Lois reads silently. There is no audio. Not what Kellogg's wants.

In the WGN copy, which appears to be a "Kellogg's" edit, the scene plays the same way...but the note is different! It is clearer, and there is a claw on it. The typeface and spacing is slightly different, and more uniform. You do not see any of Lois' thumbs or fingers at the edges the note.

The official Warner's version, is most likely a "Maxwell" edit, but it has the WGN ("Kellogg's") version of the note that Lois receives! [To borrow from "The Deserted Village," Strange... very strange.]


In the WWOR ("Maxwell") version, Jimmy shows Lois' note to Clark and the Chief. Clark reads the note out loud, but the note is not shown onscreen. What's odd about this is that having the note read out loud is not exactly, but is more in line with, what Kellogg's would have wanted. Note also that Clark mentions a date -the 24th, but that date does not appear in the text of either version of the note Lois received.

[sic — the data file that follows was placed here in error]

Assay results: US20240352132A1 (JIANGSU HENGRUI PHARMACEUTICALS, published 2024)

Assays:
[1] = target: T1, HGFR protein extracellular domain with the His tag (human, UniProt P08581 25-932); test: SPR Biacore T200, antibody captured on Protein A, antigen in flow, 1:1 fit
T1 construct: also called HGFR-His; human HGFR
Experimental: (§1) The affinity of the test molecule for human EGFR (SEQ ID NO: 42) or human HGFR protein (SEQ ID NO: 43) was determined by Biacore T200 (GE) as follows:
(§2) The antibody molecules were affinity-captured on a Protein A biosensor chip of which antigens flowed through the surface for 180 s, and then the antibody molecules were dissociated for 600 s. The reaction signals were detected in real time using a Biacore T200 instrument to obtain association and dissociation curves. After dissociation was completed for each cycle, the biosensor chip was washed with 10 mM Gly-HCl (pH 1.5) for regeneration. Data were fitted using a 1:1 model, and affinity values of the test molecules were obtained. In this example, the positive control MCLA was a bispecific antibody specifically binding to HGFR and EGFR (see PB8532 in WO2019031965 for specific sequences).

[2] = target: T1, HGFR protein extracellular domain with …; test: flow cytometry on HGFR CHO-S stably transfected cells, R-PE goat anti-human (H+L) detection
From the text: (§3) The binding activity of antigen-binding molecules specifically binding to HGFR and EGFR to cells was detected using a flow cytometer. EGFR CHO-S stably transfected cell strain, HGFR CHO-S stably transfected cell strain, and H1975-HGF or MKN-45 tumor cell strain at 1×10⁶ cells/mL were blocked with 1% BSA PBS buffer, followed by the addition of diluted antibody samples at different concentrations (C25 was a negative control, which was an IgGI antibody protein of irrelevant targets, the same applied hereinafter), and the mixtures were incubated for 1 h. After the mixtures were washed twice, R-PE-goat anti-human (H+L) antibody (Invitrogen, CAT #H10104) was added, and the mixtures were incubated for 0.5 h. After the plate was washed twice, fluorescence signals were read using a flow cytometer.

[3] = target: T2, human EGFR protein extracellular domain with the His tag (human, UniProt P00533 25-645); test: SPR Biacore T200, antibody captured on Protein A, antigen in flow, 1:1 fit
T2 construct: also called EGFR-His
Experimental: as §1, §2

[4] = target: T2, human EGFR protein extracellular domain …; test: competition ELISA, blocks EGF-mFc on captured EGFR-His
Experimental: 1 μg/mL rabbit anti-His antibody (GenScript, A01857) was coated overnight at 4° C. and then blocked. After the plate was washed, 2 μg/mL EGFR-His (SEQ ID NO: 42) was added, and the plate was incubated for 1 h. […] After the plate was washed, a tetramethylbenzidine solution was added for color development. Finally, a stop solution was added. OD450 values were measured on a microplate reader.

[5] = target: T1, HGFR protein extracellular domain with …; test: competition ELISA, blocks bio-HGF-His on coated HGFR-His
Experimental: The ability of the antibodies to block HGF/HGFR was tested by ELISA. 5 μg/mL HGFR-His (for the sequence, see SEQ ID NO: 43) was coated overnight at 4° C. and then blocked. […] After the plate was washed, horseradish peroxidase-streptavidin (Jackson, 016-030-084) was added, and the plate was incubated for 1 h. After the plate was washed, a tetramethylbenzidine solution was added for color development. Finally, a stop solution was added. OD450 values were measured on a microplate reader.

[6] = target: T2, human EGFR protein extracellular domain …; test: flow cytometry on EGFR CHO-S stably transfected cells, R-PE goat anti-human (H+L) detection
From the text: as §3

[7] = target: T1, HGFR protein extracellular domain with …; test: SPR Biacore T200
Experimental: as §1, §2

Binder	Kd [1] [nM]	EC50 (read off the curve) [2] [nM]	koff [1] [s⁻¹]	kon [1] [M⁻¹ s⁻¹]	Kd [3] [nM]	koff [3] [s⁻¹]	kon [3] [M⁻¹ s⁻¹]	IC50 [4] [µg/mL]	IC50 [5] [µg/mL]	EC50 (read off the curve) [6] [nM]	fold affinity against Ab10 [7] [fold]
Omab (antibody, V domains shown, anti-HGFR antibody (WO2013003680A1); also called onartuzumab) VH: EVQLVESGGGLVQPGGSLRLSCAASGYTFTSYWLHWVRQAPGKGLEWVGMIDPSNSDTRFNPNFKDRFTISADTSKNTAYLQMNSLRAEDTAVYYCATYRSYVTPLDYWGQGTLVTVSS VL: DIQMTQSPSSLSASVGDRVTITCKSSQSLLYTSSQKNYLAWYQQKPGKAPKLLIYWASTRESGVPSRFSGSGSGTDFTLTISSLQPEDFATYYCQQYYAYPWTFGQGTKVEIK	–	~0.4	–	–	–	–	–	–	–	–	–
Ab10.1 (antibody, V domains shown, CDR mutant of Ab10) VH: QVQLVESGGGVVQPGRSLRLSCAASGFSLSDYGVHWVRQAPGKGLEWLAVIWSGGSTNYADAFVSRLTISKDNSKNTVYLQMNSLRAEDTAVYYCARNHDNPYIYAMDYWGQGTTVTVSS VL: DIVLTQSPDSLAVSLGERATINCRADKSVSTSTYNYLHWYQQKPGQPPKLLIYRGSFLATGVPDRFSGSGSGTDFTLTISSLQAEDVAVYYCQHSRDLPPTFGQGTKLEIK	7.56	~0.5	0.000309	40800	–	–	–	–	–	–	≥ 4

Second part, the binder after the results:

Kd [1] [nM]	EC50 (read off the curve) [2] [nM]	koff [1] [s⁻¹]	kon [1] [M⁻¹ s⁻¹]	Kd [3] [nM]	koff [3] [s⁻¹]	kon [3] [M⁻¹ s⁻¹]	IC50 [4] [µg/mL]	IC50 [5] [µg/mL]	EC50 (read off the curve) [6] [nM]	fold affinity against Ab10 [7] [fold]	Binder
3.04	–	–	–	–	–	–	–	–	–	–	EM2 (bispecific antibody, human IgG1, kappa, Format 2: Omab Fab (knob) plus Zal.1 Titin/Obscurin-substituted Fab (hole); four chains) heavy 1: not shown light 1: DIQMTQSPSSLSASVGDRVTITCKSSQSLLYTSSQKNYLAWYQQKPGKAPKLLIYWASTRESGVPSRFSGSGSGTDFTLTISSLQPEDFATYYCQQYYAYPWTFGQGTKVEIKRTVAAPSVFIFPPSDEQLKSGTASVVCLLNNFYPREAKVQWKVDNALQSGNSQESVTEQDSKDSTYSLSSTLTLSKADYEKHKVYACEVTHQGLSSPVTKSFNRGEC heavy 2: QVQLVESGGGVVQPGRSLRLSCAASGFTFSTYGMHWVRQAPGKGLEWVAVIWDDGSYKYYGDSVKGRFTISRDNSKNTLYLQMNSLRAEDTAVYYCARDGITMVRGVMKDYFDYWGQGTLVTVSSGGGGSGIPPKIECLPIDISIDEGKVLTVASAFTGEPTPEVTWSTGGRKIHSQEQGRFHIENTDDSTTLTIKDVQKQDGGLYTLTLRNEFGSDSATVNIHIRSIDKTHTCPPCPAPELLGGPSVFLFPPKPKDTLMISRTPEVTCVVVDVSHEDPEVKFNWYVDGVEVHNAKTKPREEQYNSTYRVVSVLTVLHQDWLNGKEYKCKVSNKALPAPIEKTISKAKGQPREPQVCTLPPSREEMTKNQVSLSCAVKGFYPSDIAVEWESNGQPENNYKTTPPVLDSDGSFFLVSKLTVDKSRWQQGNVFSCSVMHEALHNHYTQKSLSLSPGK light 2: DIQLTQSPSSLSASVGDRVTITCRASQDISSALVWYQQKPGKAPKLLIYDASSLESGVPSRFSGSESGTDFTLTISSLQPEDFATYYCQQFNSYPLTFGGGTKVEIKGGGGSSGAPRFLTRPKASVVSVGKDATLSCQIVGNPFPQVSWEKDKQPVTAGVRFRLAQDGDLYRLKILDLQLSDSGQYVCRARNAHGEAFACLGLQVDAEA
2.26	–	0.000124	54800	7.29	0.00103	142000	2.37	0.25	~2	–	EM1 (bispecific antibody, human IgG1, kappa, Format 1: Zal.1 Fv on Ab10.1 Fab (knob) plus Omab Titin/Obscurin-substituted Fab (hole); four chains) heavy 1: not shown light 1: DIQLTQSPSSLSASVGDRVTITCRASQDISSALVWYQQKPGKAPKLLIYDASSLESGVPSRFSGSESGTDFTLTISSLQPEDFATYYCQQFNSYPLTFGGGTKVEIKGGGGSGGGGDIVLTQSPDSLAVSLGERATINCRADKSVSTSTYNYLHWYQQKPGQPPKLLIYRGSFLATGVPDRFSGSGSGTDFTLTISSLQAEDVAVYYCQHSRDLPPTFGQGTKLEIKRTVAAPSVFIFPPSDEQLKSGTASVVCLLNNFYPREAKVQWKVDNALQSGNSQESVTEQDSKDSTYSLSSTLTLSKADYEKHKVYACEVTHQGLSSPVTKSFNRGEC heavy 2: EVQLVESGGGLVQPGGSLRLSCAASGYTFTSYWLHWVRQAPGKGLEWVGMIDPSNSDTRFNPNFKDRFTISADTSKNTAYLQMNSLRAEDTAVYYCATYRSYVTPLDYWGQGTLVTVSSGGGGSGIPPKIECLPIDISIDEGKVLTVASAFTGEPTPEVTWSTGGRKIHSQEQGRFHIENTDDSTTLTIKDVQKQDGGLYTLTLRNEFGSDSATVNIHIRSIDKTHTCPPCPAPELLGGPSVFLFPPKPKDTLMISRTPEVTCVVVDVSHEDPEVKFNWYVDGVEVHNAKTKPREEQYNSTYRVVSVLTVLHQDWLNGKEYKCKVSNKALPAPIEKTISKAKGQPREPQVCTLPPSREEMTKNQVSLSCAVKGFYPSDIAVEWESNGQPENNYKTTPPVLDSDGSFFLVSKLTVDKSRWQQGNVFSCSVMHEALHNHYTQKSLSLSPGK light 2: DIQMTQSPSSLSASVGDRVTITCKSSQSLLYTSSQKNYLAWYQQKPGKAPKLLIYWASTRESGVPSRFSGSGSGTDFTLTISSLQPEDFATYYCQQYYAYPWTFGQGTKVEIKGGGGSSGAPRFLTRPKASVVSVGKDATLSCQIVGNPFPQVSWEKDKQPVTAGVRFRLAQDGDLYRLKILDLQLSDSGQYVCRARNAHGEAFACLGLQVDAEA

In the WGN ("Kellogg's") version of this scene, Clark reads the note aloud and the note, with the claw, is shown onscreen. The date (the 24th), however, has been cut from the audio. We see and hear exactly the same words, just as Kellogg's would have wanted.

The official Warner's version has the same video as the WGN ("Kellogg's") version, but the audio used is identical to the WWOR ("Maxwell") version. i.e., the date (the 24th) is spoken. This scene on the Warner's release appears to be a hybrid of the "Maxwell" and "Kellogg's" versions.





In the WWOR version, in true Maxwell form, when Jimmy barges into the Chief's office with the news that Tony Urmenti has been found dead in the Metropolis River, we are only shown the teletype. There is no voiceover. As such, Clark's reaction, asking the Chief what was wrong, is appropriate. After all, he couldn't hear the written dialogue either!

In the WGN version, as Kellogg's would have wanted, the Chief reads the teletype over the phone to Clark. We are also shown the teletype onscreen... as we were in the WWOR version. But now, Clark's reaction -- asking the Chief what was wrong -- is no longer appropriate; the scene should have cut directly to the Chief telling Clark to get back to the office.